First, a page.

As my husband and I settled in for the night, I was overwhelmed by a deep sadness for my Sweet Baboo. At the same time, I got a very strong impression of sis’s old house. I must have whimpered or cried out, because my husband became concerned and asked me what was wrong. Not wanting to appear an over-emotional fool (more than I had already) I simply told him I could not stop thinking about our lost boy.

The next day I talked myself out of going back to the old house, as I had already been there twice before. But by closing time, I knew that I had to go again. After all, it was only a block out of my way. As soon as I pulled up in the driveway, I heard the muffled screaming of a dog in distress. I jumped out of the car, calling and trying to locate the sound. I followed it to the old cellar door. When I opened it, a wet, dirty black ball launched itself at me, screaming frantically.

Oh, he was so skinny and sick, but a trip to the vet and some good hot food worked wonders. Apparently, Baboo had crawled through the broken cellar window and fallen six feet to the floor. The cellar door was locked, and the window was far above his head. He was well and truly trapped!

To this day, I do not know if it was him calling to me, or me reaching out for him but I do know that something very powerful brought us back together. That was four years ago. He is now seventeen, and we are so grateful that we did not ignore whatever it was that reunited us.
-Sharon Jeannette Henningsen, Van Buren, Ark.


Please note that the use of Llewellyn Journal articles
is subject to certain Terms and Conditions

Increasingly, as we become more attuned to holistic approaches and the intersection of body-mind-spirit, we are expanding our awareness of the diverse influences upon physical, emotional, and energetic well-being. We pay attention to home, leisure, and work environments. We read labels to determine the integrity of ingredients that we put into our... read this article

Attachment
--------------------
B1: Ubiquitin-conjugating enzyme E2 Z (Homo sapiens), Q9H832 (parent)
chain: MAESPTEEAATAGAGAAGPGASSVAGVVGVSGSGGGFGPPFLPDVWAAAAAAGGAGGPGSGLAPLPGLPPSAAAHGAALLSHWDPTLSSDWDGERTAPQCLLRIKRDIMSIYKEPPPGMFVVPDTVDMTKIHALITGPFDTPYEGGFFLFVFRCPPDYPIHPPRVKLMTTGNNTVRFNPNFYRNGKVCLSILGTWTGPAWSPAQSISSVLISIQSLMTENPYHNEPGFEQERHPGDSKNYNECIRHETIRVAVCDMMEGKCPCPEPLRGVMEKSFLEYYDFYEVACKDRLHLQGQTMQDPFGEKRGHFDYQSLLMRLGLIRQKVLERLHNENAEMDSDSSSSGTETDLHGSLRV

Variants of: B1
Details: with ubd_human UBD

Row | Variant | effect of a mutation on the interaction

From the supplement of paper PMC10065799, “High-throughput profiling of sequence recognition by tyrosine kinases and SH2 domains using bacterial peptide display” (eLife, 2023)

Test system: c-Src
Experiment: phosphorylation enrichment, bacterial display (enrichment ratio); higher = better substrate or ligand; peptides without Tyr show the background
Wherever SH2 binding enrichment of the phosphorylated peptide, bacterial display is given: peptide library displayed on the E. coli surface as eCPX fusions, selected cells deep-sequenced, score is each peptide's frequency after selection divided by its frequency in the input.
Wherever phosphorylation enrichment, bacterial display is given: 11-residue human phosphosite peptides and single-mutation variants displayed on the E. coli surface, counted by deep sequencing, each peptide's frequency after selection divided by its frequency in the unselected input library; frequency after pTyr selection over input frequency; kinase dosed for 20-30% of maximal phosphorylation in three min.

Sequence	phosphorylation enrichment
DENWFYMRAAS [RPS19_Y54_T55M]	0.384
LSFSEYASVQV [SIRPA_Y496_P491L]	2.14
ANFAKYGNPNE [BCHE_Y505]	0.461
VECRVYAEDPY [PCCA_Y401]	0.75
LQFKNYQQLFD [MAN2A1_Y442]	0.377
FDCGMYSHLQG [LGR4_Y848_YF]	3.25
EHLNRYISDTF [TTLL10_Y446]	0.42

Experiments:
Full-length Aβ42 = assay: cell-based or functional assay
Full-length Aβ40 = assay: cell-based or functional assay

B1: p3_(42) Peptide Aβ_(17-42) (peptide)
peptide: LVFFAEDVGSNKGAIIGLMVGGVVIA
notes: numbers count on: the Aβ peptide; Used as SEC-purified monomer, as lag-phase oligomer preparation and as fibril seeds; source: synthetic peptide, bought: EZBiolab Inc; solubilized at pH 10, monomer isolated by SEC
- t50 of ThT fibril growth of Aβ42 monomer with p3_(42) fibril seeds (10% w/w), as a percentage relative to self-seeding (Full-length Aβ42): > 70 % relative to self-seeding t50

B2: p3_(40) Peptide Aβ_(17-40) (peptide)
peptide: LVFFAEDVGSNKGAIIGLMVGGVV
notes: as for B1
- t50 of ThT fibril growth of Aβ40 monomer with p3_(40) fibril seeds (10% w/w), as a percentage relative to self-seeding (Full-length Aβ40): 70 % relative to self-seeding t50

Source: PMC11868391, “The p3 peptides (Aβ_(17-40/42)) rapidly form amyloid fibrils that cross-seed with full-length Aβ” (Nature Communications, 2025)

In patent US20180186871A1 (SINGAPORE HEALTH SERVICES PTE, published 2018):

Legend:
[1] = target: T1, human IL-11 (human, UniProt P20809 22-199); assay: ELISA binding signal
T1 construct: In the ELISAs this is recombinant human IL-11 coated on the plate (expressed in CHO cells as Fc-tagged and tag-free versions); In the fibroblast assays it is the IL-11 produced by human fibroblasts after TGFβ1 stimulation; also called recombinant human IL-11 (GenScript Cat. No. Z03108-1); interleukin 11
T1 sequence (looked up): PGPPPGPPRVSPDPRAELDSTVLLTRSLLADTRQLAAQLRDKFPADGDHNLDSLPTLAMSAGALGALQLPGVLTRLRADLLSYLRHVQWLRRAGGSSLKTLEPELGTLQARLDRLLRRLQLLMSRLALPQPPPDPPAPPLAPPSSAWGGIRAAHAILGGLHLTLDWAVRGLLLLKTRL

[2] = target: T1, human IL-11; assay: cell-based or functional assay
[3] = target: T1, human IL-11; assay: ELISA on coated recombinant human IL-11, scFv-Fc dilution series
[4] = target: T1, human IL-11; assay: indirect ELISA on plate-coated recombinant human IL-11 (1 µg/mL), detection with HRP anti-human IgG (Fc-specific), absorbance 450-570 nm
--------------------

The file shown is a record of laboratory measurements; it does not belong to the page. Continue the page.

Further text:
5 Simple and Instant Creativity Boosts
Reading Tarot Cards: Divining Our Life Path
Ghost-Hunting at the Old Charleston Jail
Visualization for People Who Have Trouble Visualizing
Easy Lenormand

Most recent posts:
The Soul Needs Time
Nancy Antenucci’s book Psychic Tarot is filled with great ways to enhance your connection to the cards and to spirit. It is also filled with...

The Art of Changing
Readers, please enjoy this guest blog post by Tiffany Lazic, author of the new The Great Work: Self-Knowledge and Healing Through the Wheel of the...

Using Imagery for Manifestation
Readers, please enjoy this guest blog post by Melissa Harris, author of the new 99 Keys to a Creative Life. I hope this writing finds you in a...





Where You End Where You End
By: Anna Pellicioli
Price: $9.99 US,  $11.50 CAN
Bite the Biscuit Bite the Biscuit
By: Linda O. Johnston
Price: $14.99 US,  $17.50 CAN
Llewellyn's Complete Dictionary of Dreams Llewellyn's Complete Dictionary of Dreams
Over 1,000 Dream Symbols and Their Universal Meanings

By: Michael Lennox
Price: $24.99 US,  $28.95 CAN
Come to Harm Come to Harm
A Novel

By: Catriona McPherson
Price: $14.99 US,  $17.50 CAN
The Final Reveille The Final Reveille
By: Amanda Flower
Price: $14.99 US,  $17.50 CAN